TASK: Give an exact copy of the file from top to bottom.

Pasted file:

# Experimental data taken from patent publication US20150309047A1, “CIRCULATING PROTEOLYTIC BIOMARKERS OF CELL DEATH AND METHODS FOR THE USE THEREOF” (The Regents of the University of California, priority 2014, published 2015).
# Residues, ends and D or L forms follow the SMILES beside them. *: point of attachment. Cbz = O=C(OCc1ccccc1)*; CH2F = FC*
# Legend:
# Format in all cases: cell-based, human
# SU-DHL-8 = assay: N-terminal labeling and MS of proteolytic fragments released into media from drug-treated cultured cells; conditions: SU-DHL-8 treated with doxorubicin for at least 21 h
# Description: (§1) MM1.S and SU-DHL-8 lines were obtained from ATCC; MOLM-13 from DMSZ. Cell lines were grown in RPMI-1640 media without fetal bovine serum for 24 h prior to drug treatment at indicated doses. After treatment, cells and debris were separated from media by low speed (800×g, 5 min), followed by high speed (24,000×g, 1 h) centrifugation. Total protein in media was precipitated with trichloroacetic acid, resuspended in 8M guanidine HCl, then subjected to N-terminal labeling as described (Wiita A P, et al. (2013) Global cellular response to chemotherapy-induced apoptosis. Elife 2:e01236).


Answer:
# Experimental data taken from patent publication US20150309047A1, “CIRCULATING PROTEOLYTIC BIOMARKERS OF CELL DEATH AND METHODS FOR THE USE THEREOF” (The Regents of the University of California, priority 2014, published 2015).
# Residues, ends and D or L forms follow the SMILES beside them. *: point of attachment. Cbz = O=C(OCc1ccccc1)*; CH2F = FC*
# Legend:
# Format in all cases: cell-based, human
# SU-DHL-8 = assay: N-terminal labeling and MS of proteolytic fragments released into media from drug-treated cultured cells; conditions: SU-DHL-8 treated with doxorubicin for at least 21 h
# Description: (§1) MM1.S and SU-DHL-8 lines were obtained from ATCC; MOLM-13 from DMSZ. Cell lines were grown in RPMI-1640 media without fetal bovine serum for 24 h prior to drug treatment at indicated doses. After treatment, cells and debris were separated from media by low speed (800×g, 5 min), followed by high speed (24,000×g, 1 h) centrifugation. Total protein in media was precipitated with trichloroacetic acid, resuspended in 8M guanidine HCl, then subjected to N-terminal labeling as described (Wiita A P, et al. (2013) Global cellular response to chemotherapy-induced apoptosis. Elife 2:e01236).